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To Sow or Not To Sow

March 31, 2016

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The new pop-up greenhouse was purchased with a plan to sow and grow seeds in the light and warmth for much of April.  From past experience sowing too early at home results in a crazy juggling act with a small sunny window having to cope with too many seedlings all desperate for sunlight and warmth. In the greenhouse it was great to be working away from the wind and in considerable space in the warm so I started with peas since they are hardy and germination was satisfying and quick. The plugs of globe artichokes were potted on and seeds of chard, leeks and cucumber emerged at a steady pace. This was all looking good with full pots and seed trays resting on the soil in beds that would later be used for tomatoes, chillies and cucumbers.  Watering every four days or so with cans kept in the greenhouse to warm the water was also manageable. But with a severe weather warning and a reluctance to be slipping around on muddy paths I decided to bring several trays of seedlings home.

 

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Here they are in the potting shed recently edited on one side to take trays of seedlings in need of protection from heavy wind and rain.  It’s a perfect holding environment for young plants with enough indirect light to encourage growth although not enough to provoke seed germination.

So plant juggling again but worth it since in spite of severe gale warnings two days later this is what we found…

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The metal appears to be undamaged and the frame is back up and the cover will go on later this week. Gardeners on the allotment didn’t fare much better with the glass in traditional greenhouses smashed and there were casualties with cloches and propagators.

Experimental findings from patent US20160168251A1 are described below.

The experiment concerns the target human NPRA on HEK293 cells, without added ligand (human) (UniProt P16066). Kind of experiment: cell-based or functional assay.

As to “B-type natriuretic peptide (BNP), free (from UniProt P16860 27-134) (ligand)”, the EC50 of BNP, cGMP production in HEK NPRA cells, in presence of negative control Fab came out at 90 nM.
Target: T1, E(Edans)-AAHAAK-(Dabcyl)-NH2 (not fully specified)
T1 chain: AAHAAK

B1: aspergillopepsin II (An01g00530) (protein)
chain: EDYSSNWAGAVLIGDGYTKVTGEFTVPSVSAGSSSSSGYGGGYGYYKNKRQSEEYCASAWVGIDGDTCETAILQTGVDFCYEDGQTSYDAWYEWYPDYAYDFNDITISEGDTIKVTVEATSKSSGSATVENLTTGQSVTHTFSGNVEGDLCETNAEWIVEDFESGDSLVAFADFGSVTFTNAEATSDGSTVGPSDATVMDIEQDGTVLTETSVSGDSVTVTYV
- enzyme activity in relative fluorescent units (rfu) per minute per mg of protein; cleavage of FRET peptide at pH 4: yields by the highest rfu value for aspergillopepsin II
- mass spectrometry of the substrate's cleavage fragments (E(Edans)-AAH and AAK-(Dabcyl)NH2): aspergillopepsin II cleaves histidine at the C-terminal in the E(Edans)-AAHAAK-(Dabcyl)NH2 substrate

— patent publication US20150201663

I’ve transcended it fast and trust I shall be growing some great produce comfortably protected within the frame over the next few months. The skirt on three sides will be weighed down with bricks and more wood chips piled on top to anchor it.

It’s always a challenge sowing seeds at the correct time-too early and you end up with leggy specimens that are tender and can’t be planted out for many weeks. Then seeds that are perfect for an early sowing and are growing well suddenly collapse at soil level for no reason. Two of my five cucumbers have just succumbed. So it will be mid to late April before I start most seeds off but tomatoes are about to be sown in the heated propagator.DSCN6356

A lovely bed of pale hellebores came into flower later than others and mixed with a very pale double-flowered daffodil they’ve cheered up the kitchen.

 

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16 Comments leave one →
  1. March 31, 2016 10:23 am

    And there I was admiring your cosy little green tunnel when I read down to the devastation caused by the gales. So glad to read that the polytunnel is still usable but strong weather must still be a worry. I’m hoping that the good weather we’ve had this week (at least in London) continues into April – I’m getting whatever the seed sowing version of cabin fever is!

  2. March 31, 2016 10:42 am

    Yes and I’ve since discovered that the zips have torn away from the plastic. Pah.
    Gorgeous weather here and tempted to sow but will busy myself with other things such as composing assertive correspondence and awaiting a response.

  3. March 31, 2016 11:40 am

    Oh, bad luck! I hate wind; I was worried that the shade netting on the outside of mine would rip and blow away when we had the very strong winds last week; it was strong enough to blow a couple of the garden chairs around.

  4. March 31, 2016 11:46 am

    My heart went out to you when I saw that third image. Thank goodness you had the foresight to bring your tiny charges inside. I am just setting off home to see what damage Katie has done to our seaside garden and greenhouse. I’ll also be sowing seeds this weekend. Hoping you can get growing again soon 🙂